Common data sources

for biodiversity loss (national


Examples of other

indirect data


Commercial agriculture

Habitat destruction, large areas logged, post-harvest land use.

Historical satellite imagery.

Traditional biodiversity or habitat inventories/field measurements.

Commodity prices, agricultural censuses, share of gross domestic product, exports, etc.

Subsistence farming, smaller crops, and rotational crops

Small, logged areas, usually associated with rotation cycles.

Historical satellite images with high temporal density or high resolution to determine rotation patterns.

Traditional biodiversity or habitat inventories/field measurements.

Population growth in rural and urban areas, agricultural imports and exports, and land use practices, etc.

Expansion of infrastructure

Road network, new mines, and built-up areas.

Historical satellite images.

Traditional biodiversity or habitat inventories/field measurements.

Growth in urban and rural population, infrastructure development programmes, import and export prices of raw materials.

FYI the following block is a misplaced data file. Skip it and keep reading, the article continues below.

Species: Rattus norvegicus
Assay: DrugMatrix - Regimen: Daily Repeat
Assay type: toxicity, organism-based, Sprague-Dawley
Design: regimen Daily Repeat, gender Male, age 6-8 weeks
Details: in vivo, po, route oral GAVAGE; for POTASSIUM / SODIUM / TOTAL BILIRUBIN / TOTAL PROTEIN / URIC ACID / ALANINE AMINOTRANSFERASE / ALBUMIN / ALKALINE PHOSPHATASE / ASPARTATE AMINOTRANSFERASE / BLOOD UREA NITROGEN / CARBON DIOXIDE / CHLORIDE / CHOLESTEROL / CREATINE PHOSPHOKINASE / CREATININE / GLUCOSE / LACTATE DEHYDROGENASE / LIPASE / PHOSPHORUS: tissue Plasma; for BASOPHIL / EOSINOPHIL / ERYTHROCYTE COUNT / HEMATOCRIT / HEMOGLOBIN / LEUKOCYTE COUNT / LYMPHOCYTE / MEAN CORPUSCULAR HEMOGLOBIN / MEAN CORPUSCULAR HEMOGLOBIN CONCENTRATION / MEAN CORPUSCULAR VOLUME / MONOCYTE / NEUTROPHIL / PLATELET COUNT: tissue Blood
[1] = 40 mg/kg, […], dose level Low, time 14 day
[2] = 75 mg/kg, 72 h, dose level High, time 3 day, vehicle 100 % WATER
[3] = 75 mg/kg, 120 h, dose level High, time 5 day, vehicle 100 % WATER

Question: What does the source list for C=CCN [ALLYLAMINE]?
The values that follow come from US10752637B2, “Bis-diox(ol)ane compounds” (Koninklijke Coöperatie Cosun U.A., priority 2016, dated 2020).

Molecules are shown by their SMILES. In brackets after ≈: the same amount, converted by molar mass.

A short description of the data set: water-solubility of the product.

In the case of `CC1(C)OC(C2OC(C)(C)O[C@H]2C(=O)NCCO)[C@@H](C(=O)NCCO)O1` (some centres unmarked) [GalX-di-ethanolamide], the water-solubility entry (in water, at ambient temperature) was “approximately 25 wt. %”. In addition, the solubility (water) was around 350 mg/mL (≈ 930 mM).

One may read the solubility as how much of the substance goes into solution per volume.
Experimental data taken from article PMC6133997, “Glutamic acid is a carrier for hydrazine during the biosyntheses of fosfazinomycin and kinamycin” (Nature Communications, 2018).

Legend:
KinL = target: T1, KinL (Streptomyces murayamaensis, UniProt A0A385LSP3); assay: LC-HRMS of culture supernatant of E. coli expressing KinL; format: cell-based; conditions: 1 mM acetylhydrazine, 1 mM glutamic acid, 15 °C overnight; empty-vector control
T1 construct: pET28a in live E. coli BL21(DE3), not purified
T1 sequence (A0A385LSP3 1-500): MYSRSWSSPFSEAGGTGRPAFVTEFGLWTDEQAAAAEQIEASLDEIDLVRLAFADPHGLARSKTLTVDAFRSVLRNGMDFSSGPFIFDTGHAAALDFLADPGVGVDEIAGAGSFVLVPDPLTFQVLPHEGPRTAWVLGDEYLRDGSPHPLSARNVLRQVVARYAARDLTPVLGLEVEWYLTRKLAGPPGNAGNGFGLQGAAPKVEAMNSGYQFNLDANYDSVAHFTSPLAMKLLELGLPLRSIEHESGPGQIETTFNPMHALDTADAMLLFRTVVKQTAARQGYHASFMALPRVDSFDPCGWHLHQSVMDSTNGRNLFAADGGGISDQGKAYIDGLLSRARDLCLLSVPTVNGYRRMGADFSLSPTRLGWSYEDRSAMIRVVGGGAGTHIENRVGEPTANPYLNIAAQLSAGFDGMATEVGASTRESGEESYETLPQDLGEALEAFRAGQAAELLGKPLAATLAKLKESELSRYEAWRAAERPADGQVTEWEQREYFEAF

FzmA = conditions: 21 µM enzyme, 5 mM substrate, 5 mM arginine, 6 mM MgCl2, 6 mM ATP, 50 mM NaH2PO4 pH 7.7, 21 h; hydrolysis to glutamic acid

Climate change

Coastline changes, desertification.

Historical satellite images with habitat mapping.

IPCC Reports, national reports, remote sensing, and satellite data.

Proxy indicators, comparison with historical records, paleontological data.

Extraction of habitat products for subsistence, local and regional markets

Very small-scale canopy damage, understorey impacts, footpaths.

Land use/land cover maps, remote sensing and satellite imagery, ethnobotanical surveys.

Biodiversity on-the-ground surveys in areas where products are extracted, scientific research papers, national biodiversity databases, government reports, conservation organizations, etc.

Land use practices (e.g., agricultural burning), links to other activity data attributable to burning, fire prevention, and natural fires.

Subsistence hunting or biological trafficking

Very small-scale canopy damage, understorey impacts, footpaths.

Limited historical data. Information from local studies or national proxies. Only long-term cumulative changes can be observed by satellite imagery.

Limited historical data. Information from local scale studies. Community-based monitoring has a key role. Other indirect methods of measuring habitat changes can be employed.

Surveys and interviews with local communities, market surveys.

Other disturbances (e.g., uncontrolled fires)

Burn scars and associated impacts.

Historical fire-related satellite data, analyzed in conjunction with Landsat-type data.